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Techway subject of tug-of-war

Techway subject of tug-of-war

The future of integration and services company Techway has become cloudier, after the original takeover bid from investment firm Nova Pacific Capital was matched by a counter offer from secure transaction developer Intellect.

Nova Pacific's original offer of 30 cents a share was bettered soon after its announcement, by a share swap offer from Intellect of one of its shares for every 2.5 Techway shares, with a market value of 39.2 cents per share.

Nova Pacific then matched this with a cash offer of 38 cents per Techway share, only to have this offer bettered by Intellect, which added five cents per share cash to its original offer.

The question of who will actually own Techway should be settled in the next month on trading screens across Australia. Techway managing director Jon Brett says his company's directors have already advised shareholders that the original Nova Pacific bid was too low, and have now informed them of the raised offer from Intellect.

Intellect's executive chairman Ross Leighton said Nova Pacific's interest in owning Techway was sparked when it heard of the original takeover bid. He says Intellect has been working with the company's WEB Australia division for some months, and was aware of Techway's financial predicament. While relations between the two companies have always been good, it was possible this may change should Techway fall under new ownership, and thus it made sense to launch its own bid for the company, Leighton said.

At the time of lodging its second offer for Techway, Intellect revised the bids conditions, reducing the required ownership level down from 90 per cent to 70 per cent. Leighton believes Nova Pacific already holds at least 18 per cent of Techway's shares, and said Intellect would welcome Nova Pacific as shareholders.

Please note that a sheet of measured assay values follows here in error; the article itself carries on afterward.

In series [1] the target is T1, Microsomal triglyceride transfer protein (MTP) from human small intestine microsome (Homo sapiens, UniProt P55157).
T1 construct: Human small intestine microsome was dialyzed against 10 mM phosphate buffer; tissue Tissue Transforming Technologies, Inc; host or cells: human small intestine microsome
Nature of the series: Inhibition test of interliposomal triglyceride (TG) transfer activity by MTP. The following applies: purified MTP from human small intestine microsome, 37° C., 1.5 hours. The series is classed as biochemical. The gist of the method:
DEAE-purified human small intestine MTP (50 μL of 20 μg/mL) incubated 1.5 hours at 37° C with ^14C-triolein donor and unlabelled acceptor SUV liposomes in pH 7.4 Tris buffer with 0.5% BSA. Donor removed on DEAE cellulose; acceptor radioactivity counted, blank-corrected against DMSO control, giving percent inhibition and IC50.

Of his company's own bid, he said: "We're in this business in a very serious way, and our bid is pitched quite clearly at a level that we think reflects the value to Intellect shareholders."

Leighton sees WEB Australia's work in the field of Internet banking as being complementary to that being done by Intellect in the field of smart cards and transaction security. He feels together the two companies can make inroads into the potentially rich European market, where Intellect has been concentrating. "Our customer base there are banks and major retailers, and are exactly the same customers that are looking to move into Internet banking."

Leighton said one of the barriers to entry into that market is the need for an approved security architecture, which he says Intellect has. "And of course the synergy between ourselves and WEB Australia is that we can provide a security system that will be acceptable to the banking community in the European area."

Should Intellect gain control of Techway, Leighton says its intention would be to build and invest in the company.


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